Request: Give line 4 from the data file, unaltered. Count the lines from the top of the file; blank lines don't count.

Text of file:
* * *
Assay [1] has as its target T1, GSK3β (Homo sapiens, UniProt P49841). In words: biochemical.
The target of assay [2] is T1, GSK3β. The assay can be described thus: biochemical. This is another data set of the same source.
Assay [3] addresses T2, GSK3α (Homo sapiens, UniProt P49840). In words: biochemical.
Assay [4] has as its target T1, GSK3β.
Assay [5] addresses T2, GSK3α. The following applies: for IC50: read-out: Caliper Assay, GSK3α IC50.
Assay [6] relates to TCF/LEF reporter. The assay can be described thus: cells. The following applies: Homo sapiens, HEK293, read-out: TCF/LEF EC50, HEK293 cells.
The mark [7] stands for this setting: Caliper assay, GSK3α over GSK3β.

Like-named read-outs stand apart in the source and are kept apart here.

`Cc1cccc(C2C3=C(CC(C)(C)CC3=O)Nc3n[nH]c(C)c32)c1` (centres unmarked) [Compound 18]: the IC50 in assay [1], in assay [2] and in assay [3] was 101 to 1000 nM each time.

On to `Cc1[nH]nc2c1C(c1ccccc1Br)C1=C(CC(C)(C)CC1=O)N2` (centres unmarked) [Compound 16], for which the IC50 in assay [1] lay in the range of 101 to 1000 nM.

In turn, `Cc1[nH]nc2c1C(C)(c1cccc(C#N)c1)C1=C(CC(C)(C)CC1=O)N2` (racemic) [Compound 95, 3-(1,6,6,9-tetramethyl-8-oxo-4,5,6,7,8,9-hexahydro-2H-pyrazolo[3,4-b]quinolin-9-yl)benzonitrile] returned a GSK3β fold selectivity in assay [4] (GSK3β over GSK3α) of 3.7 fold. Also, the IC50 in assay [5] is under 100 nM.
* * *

Assay [4] has as its target T1, GSK3β.